When discussing craft beer and micro-brewed beer, there are commonalities that exist, but there are also significant differences. The terms are often interchanged because they are so confusing, but we’re here to set them apart for you craft beer lovers!
What is a microbrewery?
A microbrewery is classified by the number of beer barrels it produces in a year, which is a limit of 15,000 barrels of beer per year, and at least 75 percent of that beer must be sold outside of the brewery.
Although 75 percent or more of microbrewery beer must be sold at off-site locations, some microbreweries have beer on site in small tasting rooms or bars for consumers to visit.
What is a craft brewery?
A craft brewery brews no more than 2 million gallons of beer per year, and is owned independently. Unlike a microbrewery, a craft brewery has set limitations on the techniques of their beer production. A craft brewery’s beer must contain at least 50 percent traditional malt, rather than adjuncts such as oats, barley and wheat.
The term “craft” in craft brewery pertains to the fact that these
breweries view beer production as more of an art form than their large-scale corporate competitors. Craft brewers are small and independent, and often strive to form a connection with their customers. They care more for their commitment to maximizing flavor and aroma with quality ingredients, both unique and traditional, than they care about profits.
So, what’s the difference between a microbrewery and a craft brewery?
The only true difference between a craft brewery and a microbrewery is the volume of beer produced. Many microbreweries produce craft beer, but to be considered a craft brewery they would still have to meet craft brewing standards.
The beer, the people, and the purpose of the brewery itself define a craft brewery, rather than merely a measure of size and distribution; while a microbrewery is defined solely by the quantity of beer it produces each year.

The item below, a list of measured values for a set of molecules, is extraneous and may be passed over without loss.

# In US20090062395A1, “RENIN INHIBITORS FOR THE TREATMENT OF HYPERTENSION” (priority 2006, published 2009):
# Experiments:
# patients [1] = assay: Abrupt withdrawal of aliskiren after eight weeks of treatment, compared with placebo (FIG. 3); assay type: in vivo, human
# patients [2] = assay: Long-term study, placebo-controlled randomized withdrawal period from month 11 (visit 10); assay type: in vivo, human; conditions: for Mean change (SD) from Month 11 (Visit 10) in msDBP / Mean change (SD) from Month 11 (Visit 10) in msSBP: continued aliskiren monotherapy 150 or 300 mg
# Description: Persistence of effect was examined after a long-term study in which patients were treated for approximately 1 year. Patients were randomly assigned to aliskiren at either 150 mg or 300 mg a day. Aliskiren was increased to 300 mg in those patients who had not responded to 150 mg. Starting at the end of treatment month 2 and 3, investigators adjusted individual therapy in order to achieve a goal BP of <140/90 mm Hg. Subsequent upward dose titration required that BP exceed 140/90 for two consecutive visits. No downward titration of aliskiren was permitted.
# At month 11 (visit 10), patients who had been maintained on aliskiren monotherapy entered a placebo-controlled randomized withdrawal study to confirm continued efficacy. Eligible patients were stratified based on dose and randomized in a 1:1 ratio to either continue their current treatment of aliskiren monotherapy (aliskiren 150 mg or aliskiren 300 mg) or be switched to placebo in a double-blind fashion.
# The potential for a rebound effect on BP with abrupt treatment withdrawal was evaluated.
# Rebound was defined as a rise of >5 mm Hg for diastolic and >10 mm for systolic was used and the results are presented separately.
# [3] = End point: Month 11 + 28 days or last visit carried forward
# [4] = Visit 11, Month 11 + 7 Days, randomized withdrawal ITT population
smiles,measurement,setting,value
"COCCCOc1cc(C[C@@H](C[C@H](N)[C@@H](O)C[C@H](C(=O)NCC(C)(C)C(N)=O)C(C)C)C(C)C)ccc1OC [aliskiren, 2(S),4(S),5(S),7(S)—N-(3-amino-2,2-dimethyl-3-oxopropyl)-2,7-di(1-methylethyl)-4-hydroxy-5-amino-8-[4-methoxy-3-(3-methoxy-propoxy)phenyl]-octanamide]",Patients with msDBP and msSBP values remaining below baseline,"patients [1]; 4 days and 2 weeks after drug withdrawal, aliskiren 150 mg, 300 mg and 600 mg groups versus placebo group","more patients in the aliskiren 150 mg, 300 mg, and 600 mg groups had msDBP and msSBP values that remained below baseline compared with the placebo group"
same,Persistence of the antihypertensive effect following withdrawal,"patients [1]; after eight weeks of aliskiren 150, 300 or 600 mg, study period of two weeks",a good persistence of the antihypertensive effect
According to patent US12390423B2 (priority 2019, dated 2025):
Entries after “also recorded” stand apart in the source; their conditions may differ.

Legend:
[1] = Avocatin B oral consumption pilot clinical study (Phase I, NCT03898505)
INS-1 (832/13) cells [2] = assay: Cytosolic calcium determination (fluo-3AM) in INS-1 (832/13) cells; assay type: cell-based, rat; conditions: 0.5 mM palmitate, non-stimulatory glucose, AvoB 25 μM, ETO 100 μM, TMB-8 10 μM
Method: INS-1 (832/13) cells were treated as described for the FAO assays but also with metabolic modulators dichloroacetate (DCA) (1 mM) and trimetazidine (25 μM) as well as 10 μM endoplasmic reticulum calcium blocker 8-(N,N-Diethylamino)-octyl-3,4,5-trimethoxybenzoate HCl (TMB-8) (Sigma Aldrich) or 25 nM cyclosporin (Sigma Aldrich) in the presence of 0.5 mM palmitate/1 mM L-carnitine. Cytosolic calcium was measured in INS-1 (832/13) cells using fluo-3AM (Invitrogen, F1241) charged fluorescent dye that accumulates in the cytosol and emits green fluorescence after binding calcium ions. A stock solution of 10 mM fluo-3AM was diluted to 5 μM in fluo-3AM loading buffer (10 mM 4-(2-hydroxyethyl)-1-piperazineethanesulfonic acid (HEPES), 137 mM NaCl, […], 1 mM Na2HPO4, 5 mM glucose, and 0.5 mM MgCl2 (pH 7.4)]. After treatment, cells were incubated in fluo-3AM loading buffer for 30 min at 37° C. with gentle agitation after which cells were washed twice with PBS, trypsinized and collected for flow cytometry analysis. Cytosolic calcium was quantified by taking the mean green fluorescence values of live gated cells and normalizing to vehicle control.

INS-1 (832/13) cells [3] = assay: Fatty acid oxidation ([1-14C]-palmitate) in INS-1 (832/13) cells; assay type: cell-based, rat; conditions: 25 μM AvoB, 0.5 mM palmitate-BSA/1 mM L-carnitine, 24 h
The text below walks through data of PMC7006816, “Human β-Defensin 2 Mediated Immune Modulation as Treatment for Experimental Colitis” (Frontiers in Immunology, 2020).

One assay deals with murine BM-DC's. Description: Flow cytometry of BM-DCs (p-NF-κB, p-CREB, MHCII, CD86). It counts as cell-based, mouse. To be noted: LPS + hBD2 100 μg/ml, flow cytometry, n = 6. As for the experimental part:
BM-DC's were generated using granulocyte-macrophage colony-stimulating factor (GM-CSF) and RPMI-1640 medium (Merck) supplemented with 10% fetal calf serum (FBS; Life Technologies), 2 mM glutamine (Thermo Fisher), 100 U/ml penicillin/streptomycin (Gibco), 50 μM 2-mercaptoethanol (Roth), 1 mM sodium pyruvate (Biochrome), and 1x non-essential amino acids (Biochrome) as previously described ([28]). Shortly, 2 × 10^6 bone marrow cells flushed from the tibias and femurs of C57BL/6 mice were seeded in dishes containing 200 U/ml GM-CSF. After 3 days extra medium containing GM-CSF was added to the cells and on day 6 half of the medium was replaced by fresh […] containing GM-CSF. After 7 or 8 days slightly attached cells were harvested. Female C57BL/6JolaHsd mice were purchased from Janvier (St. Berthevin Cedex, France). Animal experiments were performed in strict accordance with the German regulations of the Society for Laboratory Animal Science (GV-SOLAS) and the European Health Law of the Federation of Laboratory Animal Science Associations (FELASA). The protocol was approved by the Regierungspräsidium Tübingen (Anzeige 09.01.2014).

A microbrewery is best compared to a macrobrewery, for both the terms differentiate the breweries based on production amount. Craft beer on the other hand is a product, not a measure of size. The misconception occurs when some beer drinkers assume because a microbrewery is small in size they are using craft ingredients, which as we have just shown is not always the case.
To summarize, a craft brewery is not always a microbrewery, and a microbrewery is only a craft brewery if it follows craft brewing standards.
What to expect when ordering a craft beer?
• Craft beers are often left unfiltered and unpasteurized, with no preservatives or chemicals added.
• Craft brewers use real malts because they add greater flavor, texture and dimension to the beer.
• When making craft beer, old-fashioned brewing techniques are blended with the exploration of new beer styles and experimental flavors.
• Craft beers are often served at a slightly warmer temperature than most beers to get the best flavors, because the colder something is the lower the rate of aromatic compounds are released.
• The darker the craft beer, the less it should be chilled when served.
Which state has the most craft breweries?
In the United States, the craft brewing movement started to gain momentum in the 1970s. California has since been noticed for having the most craft breweries in the United States, followed by Washington, Colorado, and Oregon. At the end of 2013, there were 330 craft breweries in California, and 2,822 craft breweries in the United States.
How many beer styles are recognized by the Brewer’s Association?
There are currently 152 beer styles recognized by the Brewer’s Association, so it’s time to start trying them!
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